Be a Conservative Councillor in Redditch

Generic Female Councillor

We are delighted you are interested in becoming a Councillor on Redditch Borough Council and being part of the Conservative team where we are working hard to #UnlockRedditch and release the full potential of our town.

This page has been designed to support you through the process of making your mind up whether or not to stand to become a Councillor on Redditch Borough Council.

  • Please read this page carefully and take your time to make up your mind.

If you have any queries or need any help please email – if you know you want to become a Councillor and want to skip ahead and get straight to the application form, just click here to jump to that page.

First things first, are you allowed to be a Councillor?

Most people are allowed to be a Councillor on Redditch Borough Council, as long as you are:

  • A British Citizen, or a Citizen of the Commonwealth, or (currently) a Citizen of the European Union.
  • At least 18 years of age.
  • Registered to vote in the Borough of Redditch, or have lived, worked or owned a property (which is occupied) inside the Borough for at least 12 months before an election.

You cannot be a Councillor for Redditch Borough Council if you:

  • Work for Redditch Borough Council
  • Work for any other council in a politically restricted post
  • Are the subject of a bankruptcy restrictions order or interim order
  • Have been sentenced to prison for 3 months or more (including suspended sentences) during the 5 years before election day
  • Have been convicted of corrupt or illegal practices by an election court

If you’re unsure about any of the above and want to check, please email where officers of the Council will be able to assist you.

What does it involve?

Being a Councillor is a rewarding experience, but it’s not for everyone. Here’s some more information to help you make up your mind.

I don’t think I have the time…

How much time you spend on your duties as a councillor is largely up to you and will depend on the particular commitments you take on. The average time commitment can be around 25 hours per week for some Councillors, but it can be more or less depending on what you like to do.

Your role within the council will determine how much time you spend on council duties. Joining a planning committee, for example, will increase your workload. You will be expected to attend some council committee meetings, which are often held in the evening so that councillors can attend after work.

As with most things in life, what you get back will depend on how much you put in. But remember, the amount of time you give to it is almost entirely up to you.

Being a councillor

Councillors are elected to the local council to represent their local community, so they must either live or work in the area. Becoming a councillor is both a rewarding and privileged form of public service. You will be in a position to make a difference in the quality of other people’s daily lives and prospects.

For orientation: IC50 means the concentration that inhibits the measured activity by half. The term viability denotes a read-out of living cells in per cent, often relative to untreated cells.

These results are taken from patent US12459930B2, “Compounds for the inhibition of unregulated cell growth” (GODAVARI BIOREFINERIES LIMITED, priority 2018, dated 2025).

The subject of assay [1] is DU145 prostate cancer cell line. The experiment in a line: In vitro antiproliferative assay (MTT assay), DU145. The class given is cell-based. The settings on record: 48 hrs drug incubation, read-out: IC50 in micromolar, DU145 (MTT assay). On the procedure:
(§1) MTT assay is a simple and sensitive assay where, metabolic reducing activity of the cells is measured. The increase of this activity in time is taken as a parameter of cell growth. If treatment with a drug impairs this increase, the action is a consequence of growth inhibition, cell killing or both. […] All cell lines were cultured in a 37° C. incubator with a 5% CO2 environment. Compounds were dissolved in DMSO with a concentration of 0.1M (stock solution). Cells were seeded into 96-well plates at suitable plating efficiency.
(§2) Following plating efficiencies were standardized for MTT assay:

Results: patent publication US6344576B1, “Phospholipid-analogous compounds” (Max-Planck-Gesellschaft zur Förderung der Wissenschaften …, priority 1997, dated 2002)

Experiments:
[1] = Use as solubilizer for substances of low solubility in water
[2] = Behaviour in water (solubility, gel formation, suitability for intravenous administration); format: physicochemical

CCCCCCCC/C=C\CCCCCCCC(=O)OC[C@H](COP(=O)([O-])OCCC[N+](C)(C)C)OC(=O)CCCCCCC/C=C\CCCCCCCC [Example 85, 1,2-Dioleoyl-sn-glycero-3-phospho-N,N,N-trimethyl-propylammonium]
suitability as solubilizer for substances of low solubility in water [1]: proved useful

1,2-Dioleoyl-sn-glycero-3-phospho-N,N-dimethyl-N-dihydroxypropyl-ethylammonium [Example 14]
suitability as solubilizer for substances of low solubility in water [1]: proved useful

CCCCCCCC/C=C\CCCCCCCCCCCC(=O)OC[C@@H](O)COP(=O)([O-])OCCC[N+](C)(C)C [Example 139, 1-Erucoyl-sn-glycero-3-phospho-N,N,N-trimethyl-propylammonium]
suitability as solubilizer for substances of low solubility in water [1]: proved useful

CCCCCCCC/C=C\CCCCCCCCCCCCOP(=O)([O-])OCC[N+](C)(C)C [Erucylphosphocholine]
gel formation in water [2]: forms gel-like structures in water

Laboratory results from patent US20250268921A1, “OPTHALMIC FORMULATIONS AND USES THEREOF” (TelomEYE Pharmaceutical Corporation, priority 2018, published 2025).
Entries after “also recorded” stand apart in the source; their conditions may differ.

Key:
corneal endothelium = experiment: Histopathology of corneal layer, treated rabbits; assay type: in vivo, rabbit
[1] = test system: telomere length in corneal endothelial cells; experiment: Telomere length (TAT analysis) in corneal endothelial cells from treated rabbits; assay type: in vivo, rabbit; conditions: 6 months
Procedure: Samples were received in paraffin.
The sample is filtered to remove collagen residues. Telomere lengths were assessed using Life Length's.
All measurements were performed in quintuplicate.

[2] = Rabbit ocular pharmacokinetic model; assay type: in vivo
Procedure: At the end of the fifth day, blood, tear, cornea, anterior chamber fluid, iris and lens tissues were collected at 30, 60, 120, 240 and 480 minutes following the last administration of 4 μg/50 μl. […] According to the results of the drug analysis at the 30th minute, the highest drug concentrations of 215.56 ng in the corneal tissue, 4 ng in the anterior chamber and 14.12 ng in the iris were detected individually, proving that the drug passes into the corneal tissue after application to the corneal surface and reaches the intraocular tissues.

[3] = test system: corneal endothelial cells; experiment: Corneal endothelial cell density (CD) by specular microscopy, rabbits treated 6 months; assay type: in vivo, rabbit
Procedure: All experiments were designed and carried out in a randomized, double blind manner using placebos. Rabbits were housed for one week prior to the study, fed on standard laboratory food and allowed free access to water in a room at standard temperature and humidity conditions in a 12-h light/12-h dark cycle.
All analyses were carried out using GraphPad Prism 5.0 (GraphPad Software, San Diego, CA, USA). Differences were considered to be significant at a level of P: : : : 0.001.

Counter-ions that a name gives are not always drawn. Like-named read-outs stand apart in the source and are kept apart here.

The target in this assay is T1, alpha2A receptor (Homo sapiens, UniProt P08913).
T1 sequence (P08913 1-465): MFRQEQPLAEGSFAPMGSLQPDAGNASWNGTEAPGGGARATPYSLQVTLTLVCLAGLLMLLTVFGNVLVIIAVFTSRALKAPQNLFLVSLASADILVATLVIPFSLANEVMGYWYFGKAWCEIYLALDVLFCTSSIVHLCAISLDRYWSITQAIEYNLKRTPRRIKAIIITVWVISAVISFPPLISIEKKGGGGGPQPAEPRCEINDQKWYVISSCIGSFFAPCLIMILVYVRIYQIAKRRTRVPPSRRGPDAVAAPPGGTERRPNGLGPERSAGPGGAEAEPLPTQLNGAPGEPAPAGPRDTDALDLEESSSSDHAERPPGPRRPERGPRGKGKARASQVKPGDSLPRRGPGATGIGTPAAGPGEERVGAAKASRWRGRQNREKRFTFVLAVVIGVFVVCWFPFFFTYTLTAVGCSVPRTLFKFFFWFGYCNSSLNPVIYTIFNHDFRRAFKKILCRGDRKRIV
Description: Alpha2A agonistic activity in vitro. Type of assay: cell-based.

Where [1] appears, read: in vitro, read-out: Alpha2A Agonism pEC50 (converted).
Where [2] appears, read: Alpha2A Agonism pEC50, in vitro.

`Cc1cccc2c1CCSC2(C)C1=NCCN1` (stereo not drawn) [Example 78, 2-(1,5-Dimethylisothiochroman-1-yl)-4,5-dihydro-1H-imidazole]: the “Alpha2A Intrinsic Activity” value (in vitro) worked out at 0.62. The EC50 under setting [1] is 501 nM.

Being an effective councillor requires both commitment and hard work. Councillors have to balance the needs and interests of residents, the political party they represent (if any) and the council. These will all make legitimate demands on a councillor’s time, on top of the demands and needs of their personal and professional lives. Before you consider becoming a councillor you may want to discuss it with your family and friends to make sure they understand what you are taking on. You will need their support as you’ll have to spend some of your spare time on council business.

What is expected of a councillor?

The councillor’s role and responsibilities include:

  • representing the ward for which they are elected
  • decision-making
  • developing and reviewing council policy
  • scrutinising decisions by the councillors on the executive or cabinet
  • regulatory, quasi-judicial and statutory duties
  • community leadership and engagement.

Councillors may choose to hold regular drop-in surgeries.  Surgeries are a chance for residents to meet you and discuss their problems or concerns. You may also need to spend time visiting constituents in their homes. On top of this, you will be dealing with letters, emails and phone calls from constituents. When dealing with casework or council business you may need to meet with council staff. These meetings and any visits to council offices may need to take place during the working day.

Then there are council committee and scrutiny meetings. As a new councillor, you are likely to be on one or more committee. Don’t worry if you don’t have any experience in this area: once elected, you will be provided with induction and on-going support.

Handled well, scrutiny procedures can stimulate real local involvement in how the council manages and delivers its business.

Do you have a disability?

The Local Government Association (LGA) has provided a guidebook that is designed to improve access to local government elected office for people with disabilities.

The Conservative Party remains committed to supporting people with disabilities to achieve elected office and will make any adjustments required to accommodate you. If you would like to discuss how we can help you in your journey please feel free to email

Would you like to read more about being a councillor in your own time?

If you’d like to go away and think about becoming a Councillor why not download a handy guide, published by the Conservative Councillors Association. This guide goes into more detail about the role and requirements and gives you first-hand testimonials about being a Councillor from people who were in exactly the same position you are right now.

If you’re ready to get started, let’s go through the procedure.

Are you ready to apply?

If you’re eligible to stand and want to get started on your political journey please click the button below to begin the process.